I’ll give you one guess what the eventual outcome will be, once the IPC have actually pretended to read the submissions. 🙁

    I reckon some of these IPC people must post here on PB 🙂

  21. Bill Kristol‏Verified account @BillKristol

    Putting Russia First: “In a summer 2018 call with Prime Minister Theresa May, Trump…disputed her intelligence community’s conclusion that Putin’s government had orchestrated the attempted murder and poisoning of a former Russian spy on British soil.”

    https://www.washingtonpost.com/politics/trumps-calls-with-foreign-leaders-have-long-worried-aides-leaving-some-genuinely-horrified/2019/10/04/537cc7a8-e602-11e9-a331-2df12d56a80b_story.html

    Tom Nichols‏Verified account @RadioFreeTom

    This is a level of discord between the Western allies the leaders of the old Soviet Union could only dream of achieving. And all because the US President is not only ignorant and uneducable, but also, very likely, because he fears what Russian intelligence might know about him.

  22. Strikes me that The Guardian should have named the longstanding friend of Morrison’s who’s also a QAnon Krazy.

    Since when would the

    ● potential entanglements between the two men (and their wives, apparently),
    ● the perception of nepotism, and
    ●Morrison’s agreement to investigate Alexander Downer’s role in Trump’s travails (themselves part of the whacky QAnon worldview)

    warrant the protections of anonymity?

    I’m probably missing something here, I guess. But on the surface this appears to involve t least common cronyism as well as more serious matters of state at the absolute highest levels.

  23. “Another one who can’t seem to understand the difference between ‘climate’ and ‘weather’ ”

    Quite common among the denialatte. But, the kind of people who take Marohasy seriously are also the kind who think daS Bonkers Monkers is brilliant.. go figure……

  24. Horrible story. The guy flew from Norway to the US for this surprise.

    “A man accidentally shot and killed his son-in-law who had jumped out of a bush to surprise him on his birthday, US police said.
    Richard Dennis, 61, will not face criminal charges after killing Christopher Bergan in Florida on Tuesday.
    The 37-year-old victim made a growling sound before he jumped out to surprise Mr Dennis, the police said.”

  25. Greensborough Growler says: Saturday, October 5, 2019 at 1:58 pm

    Good story on the reach of David Rowe.

    **************************************************

    Great article GG !!!! …… David Rowe is an absolute genius in his work.

  26. Diogenes
    says:
    Saturday, October 5, 2019 at 1:41 pm
    Horrible story. The guy flew from Norway to the US for this surprise.
    “A man accidentally shot and killed his son-in-law who had jumped out of a bush to surprise him on his birthday, US police said.
    Richard Dennis, 61, will not face criminal charges after killing Christopher Bergan in Florida on Tuesday.
    The 37-year-old victim made a growling sound before he jumped out to surprise Mr Dennis, the police said.”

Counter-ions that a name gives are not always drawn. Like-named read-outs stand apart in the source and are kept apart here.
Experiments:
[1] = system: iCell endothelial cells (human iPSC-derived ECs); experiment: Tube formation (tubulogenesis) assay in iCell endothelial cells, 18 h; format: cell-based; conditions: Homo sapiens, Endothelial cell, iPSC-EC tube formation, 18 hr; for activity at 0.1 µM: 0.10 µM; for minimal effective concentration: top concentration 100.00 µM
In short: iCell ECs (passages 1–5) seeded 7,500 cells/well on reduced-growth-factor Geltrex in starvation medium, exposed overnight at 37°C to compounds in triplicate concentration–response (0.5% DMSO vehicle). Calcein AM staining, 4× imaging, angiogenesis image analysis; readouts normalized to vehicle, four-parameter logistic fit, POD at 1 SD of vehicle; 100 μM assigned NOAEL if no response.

_______________________________________________
    It was probably going to end badly either way:

    What more barbarous than the sudden scream of “Surprise!” and the unpleasing visages from the past looming into view, not to mention the wrong cocktails?

    Now the scientific evidence is in. Surprise parties can kill. To put the matter in scientific terms: Emotional stress can precipitate severe, reversible left ventricular dysfunction in patients without coronary disease. Exaggerated sympathetic stimulation is probably central to the cause of this syndrome.

    Or, in the words of the press release from Johns Hopkins: Researchers at Johns Hopkins have discovered that sudden emotional stress can also result in severe but reversible heart muscle weakness that mimics a classic heart attack. Patients with this condition, called stress cardiomyopathy, but known colloquially as “broken heart” syndrome, are often misdiagnosed with a massive heart attack when, indeed, they have suffered from a days-long surge in adrenalin (epinephrine) and other stress hormones that temporarily “stun” the heart.

    https://freepress.org/article/no-surprise-suprise-parties-can-kill

  27. Dr. Dena Grayson
    @DrDenaGrayson
    ·
    1h
    COVER UP

    BREAKING:
    @SecPompeo
    fails to meet House #subpoena deadline to produce #Ukraine-related documents.

    @HouseDemocrats
    should hold him in #contempt until he complies‼️

    #Coverup #Ukrainegate #Obstruction
    @SpeakerPelosi

    @RepAdamSchiff
    Pompeo fails to meet House subpoena deadline to produce Ukraine documents
    Secretary of State Mike Pompeo on Friday failed to meet a subpoena deadline from the House to produce Ukraine-related documents.
    cnn.com

  28. Victoria says: Saturday, October 5, 2019 at 2:18 pm

    Dr. Dena Grayson

    SecPompeo fails to meet House #subpoena deadline to produce #Ukraine-related documents.

    **************************************************

    This is a real test to see how committed the Democrats are with this impeachment process – they need to drop the hammer on Pompeo – and anyone else who does not comply – and subject them to the strongest legal options they have – be it jail, fines etc etc …..